Shaw's Garage

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shaws garage where all the british car nuts hang THE British Bulldog

My Favorite British Sports Car

shaws garage where all the british car nuts hang THE British BulldogA short time ago a friend sent me an e-mail with an address to a British Airways Site. On this particular site was a question; What is the most beautiful British Automobile ever made? I am not certain that there is a right answer to this query. All of us love John Rued's 100. Butch Mitcheltree's E-type is the stuff dreams are made of. John Ulrich's GT V8 conversion is a wickedly delightful conveyance, and his Bugeye is wonderfully nasty! The list could go on for pages, for there are a number of beautiful and desirable cars present in the garages of my friends.

But, on a personal level, there is only one British Sports Car that has the combination of looks, racing heritage, performance, simplicity and that intangible fun something which makes such a car as much a beauty to drive as to behold. While all of the cars mentioned before, and more, are candidates to meet this combination of traits, for me that vehicle must be the MGA.

The Early Years

The first MGA was really a rebodied TD race car, designed by Syd Enver, the famous MG engineer, for George Phillips to race at Le Mans. Known as EX.175, the car was only marginally successful. The XPAG engine was not up to the excitement generated by the beautiful fully enveloping body. A second deficiency of the original design was revealed when the TD frame required the driver to sit absurdly high. This failing so irritated Enver that he designed a new frame which was wide spread so as to allow seat placement between the frame rails.

The car generated a great deal of excitement, and the boys from Abingdon were very eager to place their new design into production. However, MG had become a part of BMC, and the head of that concern had decreed that the new Austin Healey 100, also a very beautiful car, was to be placed into production and did not need in house competition. It was not until the 1956 model year, 4 years later, that the MGA was introduced to the public.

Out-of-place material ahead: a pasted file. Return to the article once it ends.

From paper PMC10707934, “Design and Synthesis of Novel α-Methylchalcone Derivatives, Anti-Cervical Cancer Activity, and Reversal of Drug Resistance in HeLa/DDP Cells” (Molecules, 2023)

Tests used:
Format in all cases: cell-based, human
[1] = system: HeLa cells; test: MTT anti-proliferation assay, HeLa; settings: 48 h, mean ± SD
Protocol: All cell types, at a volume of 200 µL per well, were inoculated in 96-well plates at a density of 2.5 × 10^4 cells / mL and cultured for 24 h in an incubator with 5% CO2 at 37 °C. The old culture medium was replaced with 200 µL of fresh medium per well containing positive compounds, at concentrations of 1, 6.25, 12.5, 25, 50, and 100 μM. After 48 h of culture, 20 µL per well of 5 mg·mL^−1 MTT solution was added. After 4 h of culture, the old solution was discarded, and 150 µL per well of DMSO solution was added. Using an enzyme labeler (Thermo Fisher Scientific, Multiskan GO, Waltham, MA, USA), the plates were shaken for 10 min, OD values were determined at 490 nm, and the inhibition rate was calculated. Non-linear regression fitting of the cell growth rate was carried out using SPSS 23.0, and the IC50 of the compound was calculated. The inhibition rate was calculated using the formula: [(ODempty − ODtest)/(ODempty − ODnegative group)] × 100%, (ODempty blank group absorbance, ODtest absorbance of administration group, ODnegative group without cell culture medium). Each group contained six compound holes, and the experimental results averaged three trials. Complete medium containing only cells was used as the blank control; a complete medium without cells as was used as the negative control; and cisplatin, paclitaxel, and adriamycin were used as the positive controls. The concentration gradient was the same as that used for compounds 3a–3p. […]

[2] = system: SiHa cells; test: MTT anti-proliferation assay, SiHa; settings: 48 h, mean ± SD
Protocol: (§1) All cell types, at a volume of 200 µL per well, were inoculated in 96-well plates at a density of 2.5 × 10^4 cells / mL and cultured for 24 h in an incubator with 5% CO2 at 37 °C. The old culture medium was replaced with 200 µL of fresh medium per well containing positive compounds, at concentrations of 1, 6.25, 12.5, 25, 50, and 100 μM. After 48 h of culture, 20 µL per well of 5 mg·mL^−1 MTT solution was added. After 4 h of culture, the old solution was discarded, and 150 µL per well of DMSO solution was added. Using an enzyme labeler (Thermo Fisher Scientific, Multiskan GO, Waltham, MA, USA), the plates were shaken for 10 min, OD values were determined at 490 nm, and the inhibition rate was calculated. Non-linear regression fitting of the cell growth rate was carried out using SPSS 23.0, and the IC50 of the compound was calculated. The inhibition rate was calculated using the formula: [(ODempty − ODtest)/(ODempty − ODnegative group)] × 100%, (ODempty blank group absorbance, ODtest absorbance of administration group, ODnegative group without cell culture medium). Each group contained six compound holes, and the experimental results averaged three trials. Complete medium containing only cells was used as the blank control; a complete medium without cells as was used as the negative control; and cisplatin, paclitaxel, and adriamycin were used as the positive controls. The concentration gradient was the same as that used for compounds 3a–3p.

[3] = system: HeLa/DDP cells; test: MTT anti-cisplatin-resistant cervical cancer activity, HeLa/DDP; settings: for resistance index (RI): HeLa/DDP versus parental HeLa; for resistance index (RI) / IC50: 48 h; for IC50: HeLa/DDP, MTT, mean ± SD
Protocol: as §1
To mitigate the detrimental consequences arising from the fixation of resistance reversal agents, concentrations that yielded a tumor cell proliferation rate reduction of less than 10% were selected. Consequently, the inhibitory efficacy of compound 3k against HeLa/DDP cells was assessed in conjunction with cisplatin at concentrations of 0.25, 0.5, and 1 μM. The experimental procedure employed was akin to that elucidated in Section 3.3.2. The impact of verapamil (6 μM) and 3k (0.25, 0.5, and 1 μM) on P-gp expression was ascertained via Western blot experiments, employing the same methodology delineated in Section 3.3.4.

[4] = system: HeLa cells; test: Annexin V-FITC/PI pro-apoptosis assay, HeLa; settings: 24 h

The Development of the MGA

The first production MGAs had a 1488 CC overhead valve engine, a 4 speed transmission and drum brakes. The steering was rack and pinion, with a double wishbone front suspension and a live rear axle suspended in semi elliptic springs. The car was fitted with 2 SU carburetors, a folding top and side curtains. There was also a heater fitted which was relatively effective. It was, for the time, a car that was modern, comfortable and quick.

The car was upgraded in later years. In 1959 a 1588 engine replaced the 1488, which was, in turn replaced by a 1622 engine. The front brakes were changed to Lockheed discs in 1959. There was also a Twin Cam variant introduced in 1958, which came with disc brakes at all wheels, and an engine which was quite powerful but which needed careful attention to survive. Sadly many of those who bought this car were not up to maintaining the engine and it had a high rate of failure when it was neglected. There were a few Mark II Deluxe cars made. These were Twin Cam chassis fitted with the 1622 push rod actuated overhead valve engines, and are considered by many to be the most desirable of all MGAs.

The "Modern" MGA

A new variant has arisen in the past 10 years. This is an MGA which is fitted with an MOB drive train. Such cars are known variously as modified or super sports MGAs. My own MGA, which Bill Evans calls an MOB in MGA clothing, is such a vehicle. It started life as a 1957 1500. However it is now sporting front disc brakes, a 1860 CC 5 main B engine, an overdrive full synchro transmission, a Salisbury type 3.90 B rear end with GT pistons, and GT springs lowered 1.5 inches and a GT sway bar. It is a car that combines the looks of the MGA with the performance of the MOB. It is a car that I am not afraid to take anywhere, and have taken from Oregon to Canada to New York.

MGA Enthusiasts.

There are several of my friends who own and drive MGAs. If you are interested in an MGA restored to original specifications, Brian Goldsmith, Dan Forehead, Dave Barnes or Ken Grant might be good references. If you are interested in a modified variant, Steve Espelund, Larry Underwood or I would be happy to assist you. Leo Thietje and Bill Petta are working on MGAs, and Dave Erickson also has a nice 1500 that will be showing up more and more often at the different events. I know that any of us would be quite happy to talk about our cars, as would any other MGA owners in the Flatwater Austin Healey Club or Her Majesty's Royal Nebraska Patrol.

The MGA is a delightful little car that combines the best of classic British motoring. It possesses the beauty of the streamlined racecars of the early post war era. As our friend Kent Prather proved by winning the G Production title at the SCCA Run Offs, it is still a pretty fair race car. All of this information builds to one conclusion-if you are investigating buying a classic sports car, the MGA is an option well worth considering.

The Year 1999 in Review

The Year 2000 in Review

The Year 2001 in Review

The Year 2002 in Review

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